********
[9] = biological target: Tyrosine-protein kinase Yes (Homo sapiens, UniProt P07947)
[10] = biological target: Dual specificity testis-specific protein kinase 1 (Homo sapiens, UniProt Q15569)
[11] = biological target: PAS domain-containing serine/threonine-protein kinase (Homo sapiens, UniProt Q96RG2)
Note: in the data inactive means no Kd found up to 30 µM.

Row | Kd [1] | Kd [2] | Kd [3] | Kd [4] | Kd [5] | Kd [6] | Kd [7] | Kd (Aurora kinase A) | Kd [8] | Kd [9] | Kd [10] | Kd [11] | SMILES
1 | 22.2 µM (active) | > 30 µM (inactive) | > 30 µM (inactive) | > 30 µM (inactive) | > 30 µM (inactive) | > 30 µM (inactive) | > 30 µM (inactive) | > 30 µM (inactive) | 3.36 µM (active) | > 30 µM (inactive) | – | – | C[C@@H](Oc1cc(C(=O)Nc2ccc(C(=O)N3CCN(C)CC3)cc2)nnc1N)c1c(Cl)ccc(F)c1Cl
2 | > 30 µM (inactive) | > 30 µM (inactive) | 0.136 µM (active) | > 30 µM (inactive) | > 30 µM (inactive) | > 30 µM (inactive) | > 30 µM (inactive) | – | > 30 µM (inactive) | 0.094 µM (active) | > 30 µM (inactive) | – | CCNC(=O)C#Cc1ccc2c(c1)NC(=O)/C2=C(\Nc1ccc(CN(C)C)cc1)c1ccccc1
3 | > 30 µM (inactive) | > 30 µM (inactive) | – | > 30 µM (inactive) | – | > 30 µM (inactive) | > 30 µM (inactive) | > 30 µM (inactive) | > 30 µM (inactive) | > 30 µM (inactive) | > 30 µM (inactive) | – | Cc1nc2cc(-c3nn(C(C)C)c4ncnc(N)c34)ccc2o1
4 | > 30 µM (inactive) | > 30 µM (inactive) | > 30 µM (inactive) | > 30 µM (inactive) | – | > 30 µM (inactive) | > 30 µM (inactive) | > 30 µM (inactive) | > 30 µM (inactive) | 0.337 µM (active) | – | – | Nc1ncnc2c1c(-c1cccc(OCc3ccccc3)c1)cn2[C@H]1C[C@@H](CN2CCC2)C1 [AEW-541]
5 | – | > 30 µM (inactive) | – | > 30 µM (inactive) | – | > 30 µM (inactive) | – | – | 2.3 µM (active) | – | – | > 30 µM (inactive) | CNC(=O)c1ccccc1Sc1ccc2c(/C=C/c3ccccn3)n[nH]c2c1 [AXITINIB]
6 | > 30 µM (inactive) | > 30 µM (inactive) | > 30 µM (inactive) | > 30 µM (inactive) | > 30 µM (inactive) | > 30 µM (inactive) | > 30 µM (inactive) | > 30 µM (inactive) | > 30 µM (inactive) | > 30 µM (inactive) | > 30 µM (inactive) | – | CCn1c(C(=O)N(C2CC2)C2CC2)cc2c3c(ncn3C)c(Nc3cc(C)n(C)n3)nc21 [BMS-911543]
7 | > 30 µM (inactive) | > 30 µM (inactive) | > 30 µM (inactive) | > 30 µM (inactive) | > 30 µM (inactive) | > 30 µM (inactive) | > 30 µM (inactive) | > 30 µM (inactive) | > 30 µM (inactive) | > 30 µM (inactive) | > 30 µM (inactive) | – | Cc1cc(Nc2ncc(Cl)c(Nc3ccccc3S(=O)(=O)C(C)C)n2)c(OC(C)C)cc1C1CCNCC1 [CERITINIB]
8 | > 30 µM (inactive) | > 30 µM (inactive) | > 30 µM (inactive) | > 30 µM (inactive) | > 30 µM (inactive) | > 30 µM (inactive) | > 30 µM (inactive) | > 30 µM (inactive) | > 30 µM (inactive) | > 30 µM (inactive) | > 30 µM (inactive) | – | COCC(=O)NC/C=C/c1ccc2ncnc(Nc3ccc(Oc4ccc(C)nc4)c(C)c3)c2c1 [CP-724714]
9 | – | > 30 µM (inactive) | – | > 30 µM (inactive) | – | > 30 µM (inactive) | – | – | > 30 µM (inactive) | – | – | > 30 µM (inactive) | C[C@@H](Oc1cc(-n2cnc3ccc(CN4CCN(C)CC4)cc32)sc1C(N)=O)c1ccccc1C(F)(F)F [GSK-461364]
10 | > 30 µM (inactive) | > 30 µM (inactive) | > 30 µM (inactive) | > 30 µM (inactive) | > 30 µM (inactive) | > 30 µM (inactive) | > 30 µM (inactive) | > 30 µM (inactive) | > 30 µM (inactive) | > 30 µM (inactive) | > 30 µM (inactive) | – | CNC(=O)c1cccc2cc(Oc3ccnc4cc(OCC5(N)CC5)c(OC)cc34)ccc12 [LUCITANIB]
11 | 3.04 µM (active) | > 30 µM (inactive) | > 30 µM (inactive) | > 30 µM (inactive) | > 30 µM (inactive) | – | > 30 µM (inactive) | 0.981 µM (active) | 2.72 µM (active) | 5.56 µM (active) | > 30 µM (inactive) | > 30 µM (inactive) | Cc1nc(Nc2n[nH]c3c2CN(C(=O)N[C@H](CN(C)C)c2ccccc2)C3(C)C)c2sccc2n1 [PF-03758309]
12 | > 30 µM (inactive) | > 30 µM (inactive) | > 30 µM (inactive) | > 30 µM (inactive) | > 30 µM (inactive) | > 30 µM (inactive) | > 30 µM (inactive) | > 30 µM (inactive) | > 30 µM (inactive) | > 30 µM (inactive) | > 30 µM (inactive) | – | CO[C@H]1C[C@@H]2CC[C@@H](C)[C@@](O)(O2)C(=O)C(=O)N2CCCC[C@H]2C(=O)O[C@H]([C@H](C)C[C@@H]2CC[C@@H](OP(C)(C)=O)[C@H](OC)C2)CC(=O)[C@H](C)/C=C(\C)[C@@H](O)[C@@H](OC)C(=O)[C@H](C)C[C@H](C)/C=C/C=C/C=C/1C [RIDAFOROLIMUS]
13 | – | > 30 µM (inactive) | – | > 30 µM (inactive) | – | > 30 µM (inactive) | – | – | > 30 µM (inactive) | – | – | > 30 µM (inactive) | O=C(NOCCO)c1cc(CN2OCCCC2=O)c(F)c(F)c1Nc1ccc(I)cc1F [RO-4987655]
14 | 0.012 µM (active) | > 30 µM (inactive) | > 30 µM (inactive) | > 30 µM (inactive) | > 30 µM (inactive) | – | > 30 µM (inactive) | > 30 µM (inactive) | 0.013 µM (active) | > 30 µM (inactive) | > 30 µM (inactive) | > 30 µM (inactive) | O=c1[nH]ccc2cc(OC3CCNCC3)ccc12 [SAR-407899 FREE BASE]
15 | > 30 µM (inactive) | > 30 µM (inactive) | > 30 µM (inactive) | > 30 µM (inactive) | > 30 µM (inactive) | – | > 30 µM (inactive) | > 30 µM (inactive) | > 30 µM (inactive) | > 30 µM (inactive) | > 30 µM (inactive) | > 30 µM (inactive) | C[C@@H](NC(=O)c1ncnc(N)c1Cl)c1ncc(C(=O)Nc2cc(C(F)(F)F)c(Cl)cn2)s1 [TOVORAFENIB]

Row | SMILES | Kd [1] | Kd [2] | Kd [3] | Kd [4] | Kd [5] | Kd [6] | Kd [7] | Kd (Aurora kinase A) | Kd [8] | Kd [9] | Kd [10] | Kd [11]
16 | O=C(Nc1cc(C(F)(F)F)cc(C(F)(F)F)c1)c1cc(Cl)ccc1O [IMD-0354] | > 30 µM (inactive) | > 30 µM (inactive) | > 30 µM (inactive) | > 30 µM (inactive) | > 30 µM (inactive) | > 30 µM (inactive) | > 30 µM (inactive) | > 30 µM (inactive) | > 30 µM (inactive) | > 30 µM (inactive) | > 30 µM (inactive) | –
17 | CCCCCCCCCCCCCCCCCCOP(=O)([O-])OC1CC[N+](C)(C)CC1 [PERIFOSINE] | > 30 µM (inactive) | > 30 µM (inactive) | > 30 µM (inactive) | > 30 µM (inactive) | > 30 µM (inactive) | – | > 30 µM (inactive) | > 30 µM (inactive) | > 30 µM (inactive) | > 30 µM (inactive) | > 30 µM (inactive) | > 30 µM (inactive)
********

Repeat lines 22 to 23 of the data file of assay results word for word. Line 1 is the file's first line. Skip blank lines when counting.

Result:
16 | O=C(Nc1cc(C(F)(F)F)cc(C(F)(F)F)c1)c1cc(Cl)ccc1O [IMD-0354] | > 30 µM (inactive) | > 30 µM (inactive) | > 30 µM (inactive) | > 30 µM (inactive) | > 30 µM (inactive) | > 30 µM (inactive) | > 30 µM (inactive) | > 30 µM (inactive) | > 30 µM (inactive) | > 30 µM (inactive) | > 30 µM (inactive) | –
17 | CCCCCCCCCCCCCCCCCCOP(=O)([O-])OC1CC[N+](C)(C)CC1 [PERIFOSINE] | > 30 µM (inactive) | > 30 µM (inactive) | > 30 µM (inactive) | > 30 µM (inactive) | > 30 µM (inactive) | – | > 30 µM (inactive) | > 30 µM (inactive) | > 30 µM (inactive) | > 30 µM (inactive) | > 30 µM (inactive) | > 30 µM (inactive)